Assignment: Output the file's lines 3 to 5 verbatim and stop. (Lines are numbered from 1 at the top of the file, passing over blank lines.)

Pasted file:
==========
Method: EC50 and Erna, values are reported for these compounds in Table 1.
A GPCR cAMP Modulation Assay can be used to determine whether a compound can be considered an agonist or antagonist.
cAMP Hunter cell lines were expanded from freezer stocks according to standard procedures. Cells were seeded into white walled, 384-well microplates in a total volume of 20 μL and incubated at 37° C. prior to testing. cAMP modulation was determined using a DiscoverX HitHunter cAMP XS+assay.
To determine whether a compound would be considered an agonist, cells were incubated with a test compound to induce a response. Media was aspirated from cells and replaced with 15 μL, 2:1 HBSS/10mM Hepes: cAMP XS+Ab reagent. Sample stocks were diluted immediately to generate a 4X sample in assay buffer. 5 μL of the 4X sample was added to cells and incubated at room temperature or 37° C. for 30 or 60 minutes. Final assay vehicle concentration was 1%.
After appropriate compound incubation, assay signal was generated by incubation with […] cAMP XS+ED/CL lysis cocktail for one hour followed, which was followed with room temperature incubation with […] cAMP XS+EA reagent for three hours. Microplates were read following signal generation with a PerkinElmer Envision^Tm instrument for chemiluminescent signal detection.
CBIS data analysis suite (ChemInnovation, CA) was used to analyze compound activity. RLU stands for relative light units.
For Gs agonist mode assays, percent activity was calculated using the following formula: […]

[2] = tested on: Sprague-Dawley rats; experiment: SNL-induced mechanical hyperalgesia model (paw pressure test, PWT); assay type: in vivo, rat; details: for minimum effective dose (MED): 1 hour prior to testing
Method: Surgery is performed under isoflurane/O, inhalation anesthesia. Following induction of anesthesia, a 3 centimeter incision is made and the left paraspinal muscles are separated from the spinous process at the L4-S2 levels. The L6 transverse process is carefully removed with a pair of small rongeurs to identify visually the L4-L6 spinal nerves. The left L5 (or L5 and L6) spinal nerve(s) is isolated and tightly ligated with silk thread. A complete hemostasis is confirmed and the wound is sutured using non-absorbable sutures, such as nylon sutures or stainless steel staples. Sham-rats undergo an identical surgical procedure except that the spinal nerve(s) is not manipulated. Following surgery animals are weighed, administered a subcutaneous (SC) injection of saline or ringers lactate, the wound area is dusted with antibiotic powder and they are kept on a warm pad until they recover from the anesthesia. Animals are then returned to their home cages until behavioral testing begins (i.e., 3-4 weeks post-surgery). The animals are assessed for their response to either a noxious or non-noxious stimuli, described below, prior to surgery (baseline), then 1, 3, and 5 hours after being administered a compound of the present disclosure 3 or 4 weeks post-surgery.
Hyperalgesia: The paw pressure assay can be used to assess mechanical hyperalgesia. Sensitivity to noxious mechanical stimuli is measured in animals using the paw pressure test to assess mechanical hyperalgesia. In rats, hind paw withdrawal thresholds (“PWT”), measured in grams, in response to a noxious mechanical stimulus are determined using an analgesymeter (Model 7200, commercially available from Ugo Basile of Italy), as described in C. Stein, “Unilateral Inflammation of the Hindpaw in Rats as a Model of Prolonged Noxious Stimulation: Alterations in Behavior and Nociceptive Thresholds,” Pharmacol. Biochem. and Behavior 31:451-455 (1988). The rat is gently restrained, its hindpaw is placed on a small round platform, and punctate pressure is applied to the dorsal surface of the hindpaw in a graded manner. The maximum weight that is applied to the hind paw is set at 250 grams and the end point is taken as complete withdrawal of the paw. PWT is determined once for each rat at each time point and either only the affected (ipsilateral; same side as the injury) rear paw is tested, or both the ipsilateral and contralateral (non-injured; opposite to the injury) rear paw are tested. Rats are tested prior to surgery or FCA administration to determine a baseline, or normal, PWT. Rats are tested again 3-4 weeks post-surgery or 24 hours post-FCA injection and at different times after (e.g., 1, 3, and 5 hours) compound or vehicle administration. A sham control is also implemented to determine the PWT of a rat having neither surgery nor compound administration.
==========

cAMP Hunter cell lines were expanded from freezer stocks according to standard procedures. Cells were seeded into white walled, 384-well microplates in a total volume of 20 μL and incubated at 37° C. prior to testing. cAMP modulation was determined using a DiscoverX HitHunter cAMP XS+assay.
To determine whether a compound would be considered an agonist, cells were incubated with a test compound to induce a response. Media was aspirated from cells and replaced with 15 μL, 2:1 HBSS/10mM Hepes: cAMP XS+Ab reagent. Sample stocks were diluted immediately to generate a 4X sample in assay buffer. 5 μL of the 4X sample was added to cells and incubated at room temperature or 37° C. for 30 or 60 minutes. Final assay vehicle concentration was 1%.
After appropriate compound incubation, assay signal was generated by incubation with […] cAMP XS+ED/CL lysis cocktail for one hour followed, which was followed with room temperature incubation with […] cAMP XS+EA reagent for three hours. Microplates were read following signal generation with a PerkinElmer Envision^Tm instrument for chemiluminescent signal detection.